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Constituency Service and Incumbency Advantage

Abstract

Numerous scholars have documented a dramatic increase in incumbency advantage in US congressional elections and also state legislative elections over the past four decades. For example, Gelman and King show that incumbents in the House of Representatives now receive about twelve extra percentage points solely as a result of holding congressional office during the campaign; the comparable figure for most of the first half of this century was only 2 per cent. This advantage of incumbency has made members of the US House and many state legislators nearly invulnerable to electoral defeat.

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Robert S. Erikson , ‘The Advantage of Incumbency in Congressional Elections’, Polity, 3 (1971), 395405

Robert S. Erikson , ‘Malapportionment, Gerrymandering, and Party Fortunes in Congressional Elections’. American Political Science Review, 66 (1972), 1234–55

Richard Born , ‘Generational Replacement and the Growth of Incumbent Reelection in the US House’, American Political Science Review, 73 (1979), 811–17

James L. Payne , ‘The Personal Electoral Advantage of House Incumbents’, American Politics Quarterly, 8 (1980), 375–98

John R. Alford and John R. Hibbing , ‘Increased Incumbency Advantage in the House’. Journal of Politics, 43 (1981), 1042–61

James C. Garand and Donald A. Gross , ‘Change in the Vote Margins for Congressional Candidates: A Specification of the Historical Trends’, American Political Science Review, 78 (1984), 1730

John A. Ferejohn , ‘On the Decline of Competition in Congressional Elections’, American Political Science Review, 28 (1977), 127–46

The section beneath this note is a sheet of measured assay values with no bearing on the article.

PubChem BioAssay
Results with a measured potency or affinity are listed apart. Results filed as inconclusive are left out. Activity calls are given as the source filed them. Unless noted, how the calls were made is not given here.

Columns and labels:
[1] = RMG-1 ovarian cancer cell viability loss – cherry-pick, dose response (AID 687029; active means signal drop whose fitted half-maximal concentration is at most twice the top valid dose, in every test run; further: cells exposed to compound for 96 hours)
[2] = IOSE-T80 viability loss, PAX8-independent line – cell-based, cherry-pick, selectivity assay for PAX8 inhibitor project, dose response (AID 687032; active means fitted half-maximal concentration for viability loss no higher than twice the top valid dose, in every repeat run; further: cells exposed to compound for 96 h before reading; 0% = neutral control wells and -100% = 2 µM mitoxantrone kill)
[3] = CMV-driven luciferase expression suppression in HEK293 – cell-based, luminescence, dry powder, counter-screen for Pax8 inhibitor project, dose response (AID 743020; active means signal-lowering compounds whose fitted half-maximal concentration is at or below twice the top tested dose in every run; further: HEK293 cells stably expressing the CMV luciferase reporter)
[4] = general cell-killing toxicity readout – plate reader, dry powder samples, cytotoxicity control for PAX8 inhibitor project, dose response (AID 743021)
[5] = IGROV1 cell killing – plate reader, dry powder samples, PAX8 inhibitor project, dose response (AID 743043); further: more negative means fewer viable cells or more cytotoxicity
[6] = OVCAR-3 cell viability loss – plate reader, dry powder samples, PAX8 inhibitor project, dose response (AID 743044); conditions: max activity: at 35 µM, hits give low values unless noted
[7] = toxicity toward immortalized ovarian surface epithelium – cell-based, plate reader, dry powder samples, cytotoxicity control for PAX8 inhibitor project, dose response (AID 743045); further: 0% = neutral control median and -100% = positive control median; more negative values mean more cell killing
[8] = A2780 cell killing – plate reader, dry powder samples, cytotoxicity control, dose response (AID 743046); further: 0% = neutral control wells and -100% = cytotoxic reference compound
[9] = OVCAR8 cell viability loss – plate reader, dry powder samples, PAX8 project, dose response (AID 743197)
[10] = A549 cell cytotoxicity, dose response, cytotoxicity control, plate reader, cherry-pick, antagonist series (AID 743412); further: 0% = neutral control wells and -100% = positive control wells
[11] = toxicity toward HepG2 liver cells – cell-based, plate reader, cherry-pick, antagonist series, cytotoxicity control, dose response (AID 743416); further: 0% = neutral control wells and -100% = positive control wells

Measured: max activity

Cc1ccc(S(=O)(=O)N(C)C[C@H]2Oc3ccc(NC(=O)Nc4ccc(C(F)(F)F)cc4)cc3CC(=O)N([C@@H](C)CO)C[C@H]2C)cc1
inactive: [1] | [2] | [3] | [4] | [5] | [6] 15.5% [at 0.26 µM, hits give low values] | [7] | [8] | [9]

Candice Nelson , ‘The Effects of Incumbency on Voting in Congressional Elections’, Political Science Quarterly, 93 (19781979), 665–78

Thomas E. Mann and Raymond E. Wolfinger , ‘Candidates and Parties in Congressional Elections’, American Political Science Review, 74 (1980), 617–32

Keith Krehbiel and John R. Wright , ‘The Incumbency Effect in Congressional Elections: A Test of Two Explanations’, American Journal of Political Science, 27 (1983), 140–57

Bruce Cain , John Ferejohn and Morris Fiorina , The Personal Vote: Constituency Service and Electoral Independence (Cambridge, Mass.: Harvard University Press, 1987).

John Blydenburgh , ‘A Controlled Experiment to Measure the Effects of Personal Contact Campaigning’, Midwest Journal of Political Science, 15 (1971), 365–81

Albert D. Cover and Bruce S. Blumberg , ‘Baby Books and Ballots: The Impact of Congressional Mail on Constituent Opinion’, American Political Science Review, 76 (1982), 347–59

Timothy E. Cook , ‘Review Essay’, American Political Science Review, 77 (1983), 1017–18

Paul Feldman and James Jondrow , ‘Congressional Elections and Local Federal Spending’, American Journal of Political Science, 28 (1984), 147–64.

John R. Johannes and John C. McAdams , ‘The Congressional Incumbency Effect: Is It Casework, Policy Compatibility, or Something Else?American Journal of Political Science, 25 (1981), 543–67.

Malcolm E. Jewell and David Breaux , ‘The Effect of Incumbency on State Legislative Elections’, Legislative Studies Quarterly 13 (1989). 495514.

Nelson W. Polsby , ‘The Institutionalization of the House of Representatives’, American Political Science Review, 62 (1968), 144–68, Table 6.

B. W. Silverman , Density Estimation for Statistics and Data Analysis (London: Chapman and Hall.1986)

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British Journal of Political Science
  • ISSN: 0007-1234
  • EISSN: 1469-2112
  • URL: /core/journals/british-journal-of-political-science
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